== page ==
Iraq panel likened to Vietnam ‘wise men’ who advised LBJ
ThebipartisanIraqStudyGroup, which has received concentrated press coverage this fall as it preparedtoreporttoPresidentBushon Dec. 6, was the idea of a Republican lawmaker looking for fresh ideas on the war.
For some, it brings memories of Vietnam in 1967 and 1968, when President Johnson turned to a group of “wise men,” mostly Democrats, for advice on how to win that long war. But while Mr. Johnson actively sought their counsel, the White House and Pentagon are not overly enthusiastic about an outside group of former politicians and Cabinet members suggesting war policy, according to senior officials.
While the Iraq Study Group was in the homestretch of a 10-month project to write a report, the Bush administrationinSeptemberkicked off its own top-to-bottom reviews on many fronts. The office of the secretary of defense, the Joint Chiefs of Staff, the State Department and the National Security Council are all weighing options. The ideas range from A to Z: pull out all troops now or add more troops to quell restive Baghdad and Anbar province.
Mr. Bush already has received some options from Gen. Peter Pace, Joint Chiefs of Staff chairman, and from outgoing Defense Secretary Donald H. Rumsfeld. Mr. Rumsfeld provided a list of 21 possible actions in a Nov. 6 memo to the president.
“Let’sseeifthe[IraqStudyGroup] comes up with anything better than this,” a Pentagon official said of Mr. Rumsfeld’s ideas. Mr. Rumsfeld proposed innovative ideas on the possibleredeploymentofforcesinsideIraq and denying construction projects to violent communities.
By the time the White House begins studying the group’s report, the president will also have scores of ideas from his own advisers.
The study group’s main recommendations are thought to be a gradualwithdrawalofU.S.troopsbutwith no predetermined timeline, and Washington engagement with Iran and Syria.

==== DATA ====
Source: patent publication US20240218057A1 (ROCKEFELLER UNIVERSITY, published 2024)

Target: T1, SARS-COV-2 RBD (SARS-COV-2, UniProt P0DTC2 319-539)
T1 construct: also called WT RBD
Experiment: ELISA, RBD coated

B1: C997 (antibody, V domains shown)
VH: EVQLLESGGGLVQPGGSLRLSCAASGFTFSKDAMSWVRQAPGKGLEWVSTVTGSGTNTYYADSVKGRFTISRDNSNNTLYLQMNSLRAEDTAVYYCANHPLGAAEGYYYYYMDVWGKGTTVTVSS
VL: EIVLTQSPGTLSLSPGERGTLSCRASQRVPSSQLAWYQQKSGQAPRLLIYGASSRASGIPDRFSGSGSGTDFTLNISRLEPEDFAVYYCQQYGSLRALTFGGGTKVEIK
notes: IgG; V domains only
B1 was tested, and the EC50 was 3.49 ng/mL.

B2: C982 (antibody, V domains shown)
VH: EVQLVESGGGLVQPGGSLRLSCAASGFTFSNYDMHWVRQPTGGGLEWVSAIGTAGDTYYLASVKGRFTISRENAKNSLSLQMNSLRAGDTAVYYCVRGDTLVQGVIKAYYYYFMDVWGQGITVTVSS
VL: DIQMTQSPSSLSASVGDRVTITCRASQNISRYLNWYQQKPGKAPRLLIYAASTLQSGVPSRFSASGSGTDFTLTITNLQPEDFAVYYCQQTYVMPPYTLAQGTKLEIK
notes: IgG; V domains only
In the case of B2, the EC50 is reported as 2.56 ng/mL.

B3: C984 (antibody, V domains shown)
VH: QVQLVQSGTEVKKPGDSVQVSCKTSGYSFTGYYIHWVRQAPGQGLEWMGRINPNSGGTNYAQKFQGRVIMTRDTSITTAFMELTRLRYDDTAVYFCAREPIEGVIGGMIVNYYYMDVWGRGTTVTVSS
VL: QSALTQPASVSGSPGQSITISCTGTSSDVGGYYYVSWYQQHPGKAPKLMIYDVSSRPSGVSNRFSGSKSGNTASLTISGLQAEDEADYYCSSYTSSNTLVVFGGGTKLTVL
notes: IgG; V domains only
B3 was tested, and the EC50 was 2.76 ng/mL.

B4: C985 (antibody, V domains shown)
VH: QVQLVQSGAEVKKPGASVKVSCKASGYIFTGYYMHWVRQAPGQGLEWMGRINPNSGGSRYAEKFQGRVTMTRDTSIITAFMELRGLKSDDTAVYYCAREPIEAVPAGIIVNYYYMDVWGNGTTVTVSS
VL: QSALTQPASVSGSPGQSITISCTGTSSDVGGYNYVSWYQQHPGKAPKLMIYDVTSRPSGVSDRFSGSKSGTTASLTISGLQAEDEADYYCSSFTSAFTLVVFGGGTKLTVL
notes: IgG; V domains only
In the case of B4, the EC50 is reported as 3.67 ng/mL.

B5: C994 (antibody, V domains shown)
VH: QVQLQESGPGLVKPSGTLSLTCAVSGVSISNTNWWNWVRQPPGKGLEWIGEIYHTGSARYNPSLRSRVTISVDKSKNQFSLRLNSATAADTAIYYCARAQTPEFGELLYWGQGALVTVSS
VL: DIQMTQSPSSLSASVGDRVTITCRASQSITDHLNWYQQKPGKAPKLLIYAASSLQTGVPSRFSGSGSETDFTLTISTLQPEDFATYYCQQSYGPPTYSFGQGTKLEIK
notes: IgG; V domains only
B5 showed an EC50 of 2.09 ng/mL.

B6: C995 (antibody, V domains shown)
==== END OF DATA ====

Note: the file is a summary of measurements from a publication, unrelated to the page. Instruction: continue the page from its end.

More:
Rep. Frank R. Wolf, Virginia Republican, pushed the study group idea after a September 2005 visit to Iraq. The deteriorating security situation indicated to him the administration needed a fresh look. He proposed a panel of outside experts and sold the idea to Secretary of State CondoleezzaRiceandMr.Rumsfeld. Mr.Wolfthensponsoreda$1million appropriation to fund the study.
Mr. Wolf, other members of Congress and the U.S. Institute of Peace collectivelyselectedtheco-chairman —formerSecretaryofStateJamesA. BakerIIIandformerRep.LeeHamil- ton, Indiana Democrat. Mr. Baker and Mr. Hamilton then selected the other eight members.
Some have referred to the study panel’scastof“formers”asninewise men, plus one woman. It includes four members of Congress; two secretariesofstate;oneattorneygeneral; one Supreme Court justice, one secretary of defense; and an investment bankerandWashingtonpowerbroker.
The group began work in March. ByNovember,ithadlistenedtomore than250currentandformergovernmentofficials,militarypersonneland national security thinkers. It interviewed Mr. Bush twice.
UnliketheSeptember11commission, the Iraq Study Group has no statutorymandate.Itsrecommenda- tionsarenotbindingonMr.Bush.But Democratswhowantthepresidentto change course in Iraq and bring troopshomeareexpectedtoembrace anyrecommendation,nomatterhow imprecise, to cut troop levels in the near future.
The study group is somewhat unique.
“It’s the old throwback to the ‘wise men,’ ” said Richard Shultz, director ofInternationalSecurityStudiesProgram at Tufts University’s Fletcher School.“Johnsondidthesamething.”
Mr.Johnson,hisVietnamWarpolicy in shambles, summoned some of the most experienced minds in the Democratic Party to come to the White House on a number of occasions in 1967 and 1968 to advise the president. The list included Dean Acheson, President Truman’s secretary of state; Judge Abe Fortas; and retiredGen.OmarBradley,oneofthe topU.S.commandersinWorldWarII.
UnliketheIraqStudyGroup,however, Mr. Johnson’s “wise men” did not constitute a formal group, with staff and a congressional budget.
“The extent of [the Iraq Study Group] is unique, but it’s the same principle:The‘wisemen,’”Mr.Shultz said.
Threeweeksafterthe“wisemen” came for a Nov. 2, 1967, meeting, Robert McNamara resigned as Mr. Johnson’sdefensesecretaryinabreak over war policy.
Original ‘Wise Men’: The Senior Advisory Group on Vietnam, assembled to suggest war policy, met with President Johnson at the White House in March 1968. From left, Ambassador Averell Harriman, Ambassador Henry Cabot Lodge, Dean Acheson, Gen. Omar Bradley and Mr. Johnson.